Film Review: Approaching the Unknown

The saving grace of this dull outer-space thriller is the abundant talent of actor Mark Strong.
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A sole person traveling alone through space in their spacecraft is an image and premise that’s been used many times now, including in Stanley Kubrick’s 1968 2001: A Space Odyssey, which inspired so many films that followed it. Watching writer-director Mark Elijah Rosenberg’s Approaching the Unknown, it’s impossible to avoid comparisons with Ridley Scott’s far more entertaining and skillful 2015 film, The Martian.

“Mars is just a tiny dot in the sky” begins the running narrative by Mark Strong’s Captain William Stanaforth, who’s traveling to the red planet on the spaceship Zephyr to begin the first steps of colonizing Mars after figuring out a way to create water on the desolate planet. When problems arise, being on his own might be the biggest reason why he never gets to Mars.

In recent years, Strong has appeared in smaller roles in decent films like The Imitation Game and larger roles in bad movies like Sacha Baron Cohen’s recent comedy The Brothers Grimsby. Accomplishing the Unknown is essentially a one-man show for Strong, and once you’ve adjusted to the British actor’s American accent, it allows him to do some fun stuff, including a bit of dancing to keep himself entertained.

The film mostly shows Stanaforth reflecting on how he got where he is, while reading from his daily journal and answering questions submitted to him by students in order to kill time. His only direct communication is with Luke Wilson as his contact back at the NASA base, while Sanaa Lathan appears briefly as the captain of another spaceship on her way to Mars. Other than those one or two people on a monitor, it’s basically all Strong.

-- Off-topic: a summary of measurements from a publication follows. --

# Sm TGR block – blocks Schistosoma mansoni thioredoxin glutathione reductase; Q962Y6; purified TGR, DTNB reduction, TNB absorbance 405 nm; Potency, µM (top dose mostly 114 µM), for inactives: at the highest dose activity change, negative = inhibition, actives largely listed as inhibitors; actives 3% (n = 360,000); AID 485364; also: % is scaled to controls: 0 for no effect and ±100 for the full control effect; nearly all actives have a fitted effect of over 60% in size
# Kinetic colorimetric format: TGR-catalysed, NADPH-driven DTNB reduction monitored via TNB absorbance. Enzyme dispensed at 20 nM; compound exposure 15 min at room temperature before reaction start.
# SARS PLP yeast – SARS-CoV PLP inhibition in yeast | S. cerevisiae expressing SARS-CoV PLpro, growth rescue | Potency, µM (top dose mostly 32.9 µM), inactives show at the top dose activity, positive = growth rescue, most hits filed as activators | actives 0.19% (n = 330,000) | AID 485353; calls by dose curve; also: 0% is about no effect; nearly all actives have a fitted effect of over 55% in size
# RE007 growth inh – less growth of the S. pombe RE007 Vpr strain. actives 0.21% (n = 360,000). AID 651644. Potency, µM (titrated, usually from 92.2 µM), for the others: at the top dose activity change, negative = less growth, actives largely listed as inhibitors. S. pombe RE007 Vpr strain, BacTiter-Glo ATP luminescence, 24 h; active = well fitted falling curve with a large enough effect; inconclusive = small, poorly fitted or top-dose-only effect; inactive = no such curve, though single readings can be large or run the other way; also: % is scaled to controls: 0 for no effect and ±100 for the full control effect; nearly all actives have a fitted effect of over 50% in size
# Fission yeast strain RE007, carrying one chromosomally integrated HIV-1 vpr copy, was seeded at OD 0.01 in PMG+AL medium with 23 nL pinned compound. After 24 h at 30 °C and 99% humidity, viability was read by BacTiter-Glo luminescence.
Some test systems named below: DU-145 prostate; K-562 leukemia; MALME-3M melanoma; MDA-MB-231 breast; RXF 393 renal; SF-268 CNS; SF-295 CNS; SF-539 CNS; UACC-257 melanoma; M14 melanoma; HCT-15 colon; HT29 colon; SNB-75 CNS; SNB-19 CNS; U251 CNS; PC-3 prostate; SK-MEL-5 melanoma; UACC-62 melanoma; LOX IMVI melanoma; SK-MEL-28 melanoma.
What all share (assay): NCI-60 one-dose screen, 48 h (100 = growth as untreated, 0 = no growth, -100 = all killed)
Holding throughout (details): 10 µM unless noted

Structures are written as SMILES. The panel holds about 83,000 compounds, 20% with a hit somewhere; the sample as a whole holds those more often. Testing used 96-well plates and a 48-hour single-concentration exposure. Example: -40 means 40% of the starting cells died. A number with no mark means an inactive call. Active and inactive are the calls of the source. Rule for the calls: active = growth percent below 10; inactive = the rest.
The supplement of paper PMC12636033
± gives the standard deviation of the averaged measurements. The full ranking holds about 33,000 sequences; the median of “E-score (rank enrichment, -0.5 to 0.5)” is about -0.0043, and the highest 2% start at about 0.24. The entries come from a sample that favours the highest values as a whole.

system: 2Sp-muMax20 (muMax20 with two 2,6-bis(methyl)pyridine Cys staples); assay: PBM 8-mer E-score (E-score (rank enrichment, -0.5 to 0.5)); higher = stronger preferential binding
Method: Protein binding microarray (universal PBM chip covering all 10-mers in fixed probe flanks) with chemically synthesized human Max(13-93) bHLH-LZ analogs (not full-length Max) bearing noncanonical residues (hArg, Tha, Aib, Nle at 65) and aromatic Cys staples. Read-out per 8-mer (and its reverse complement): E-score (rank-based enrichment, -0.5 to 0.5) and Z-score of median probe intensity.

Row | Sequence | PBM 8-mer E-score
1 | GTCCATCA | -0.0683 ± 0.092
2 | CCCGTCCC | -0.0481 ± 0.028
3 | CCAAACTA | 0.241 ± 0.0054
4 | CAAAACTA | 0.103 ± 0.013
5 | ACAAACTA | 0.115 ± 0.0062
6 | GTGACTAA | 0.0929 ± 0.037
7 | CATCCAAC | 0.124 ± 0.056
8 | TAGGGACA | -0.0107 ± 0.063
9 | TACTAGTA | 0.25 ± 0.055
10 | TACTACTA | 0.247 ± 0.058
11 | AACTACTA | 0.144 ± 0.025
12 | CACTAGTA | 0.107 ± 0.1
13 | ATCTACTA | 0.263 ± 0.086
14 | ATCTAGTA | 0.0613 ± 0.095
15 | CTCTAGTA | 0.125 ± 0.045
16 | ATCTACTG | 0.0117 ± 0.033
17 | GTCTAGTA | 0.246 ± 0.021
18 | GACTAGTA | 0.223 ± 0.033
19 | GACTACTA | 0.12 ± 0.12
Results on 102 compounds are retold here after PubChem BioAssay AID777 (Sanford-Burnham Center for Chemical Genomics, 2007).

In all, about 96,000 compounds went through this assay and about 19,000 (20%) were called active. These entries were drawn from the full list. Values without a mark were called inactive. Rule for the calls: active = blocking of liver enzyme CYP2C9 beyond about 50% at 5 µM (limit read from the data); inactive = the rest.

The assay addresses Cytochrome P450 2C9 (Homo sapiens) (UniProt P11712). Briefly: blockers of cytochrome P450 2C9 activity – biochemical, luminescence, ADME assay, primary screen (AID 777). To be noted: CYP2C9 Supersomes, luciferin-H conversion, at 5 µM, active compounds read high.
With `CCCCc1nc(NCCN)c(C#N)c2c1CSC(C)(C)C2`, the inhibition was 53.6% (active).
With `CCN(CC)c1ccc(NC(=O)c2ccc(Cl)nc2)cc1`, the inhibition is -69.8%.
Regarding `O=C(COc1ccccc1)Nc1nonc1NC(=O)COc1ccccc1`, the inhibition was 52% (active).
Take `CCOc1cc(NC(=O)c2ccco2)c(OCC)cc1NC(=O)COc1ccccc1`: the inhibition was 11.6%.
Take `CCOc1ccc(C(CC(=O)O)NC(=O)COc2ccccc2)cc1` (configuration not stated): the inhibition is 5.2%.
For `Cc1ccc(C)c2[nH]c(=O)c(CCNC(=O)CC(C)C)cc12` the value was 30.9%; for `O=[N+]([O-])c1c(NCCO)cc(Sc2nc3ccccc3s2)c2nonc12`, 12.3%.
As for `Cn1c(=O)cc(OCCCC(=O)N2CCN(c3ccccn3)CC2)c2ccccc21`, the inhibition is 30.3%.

The biggest conflict Stanaforth faces is when his drinking water becomes contaminated and he has to use his scientific knowledge to survive, as the film flashes back to a similar situation when he went out into the desert to work on his theories for creating water. It’s hard to figure out for how long Stanaforth is travelling through space aimlessly, but by the end Strong is sporting a scraggly beard and has lost touch with his sanity.

To his credit, Rosenberg wrote a decent screenplay, and the commanding presence of his lead actor makes him look better as a director, but it doesn’t stop this from being an exceedingly dull film. In some ways, it harks back to the similarly low-budget Europa Report, and it’s about as exciting, since very little happens with very few real surprises. Even when Lathan’s ship goes off-course, it never feels like she’s in much danger, because the crisis is quickly resolved and then forgotten.

On the other hand, Approaching the Unknown is a great-looking film for its limited budget, with impressive production design by Steven Brower creating the interior of the Zephyr where we spend so much time, as well as beautiful starscapes outside. Paul Damian Hogan’s score does a fine job establishing the film’s minimalist tone and creating tension when needed.

Approaching the Unknownisn’t terrible, although it never builds to any sort of desired payoff and there have been so many better movies in this vein—Duncan Jones’ Moon, for example. In many ways, this premise feels like one that may have worked better as a science-fiction novel (or even a play) rather than as a film. Mark Strong deserves better material than this.

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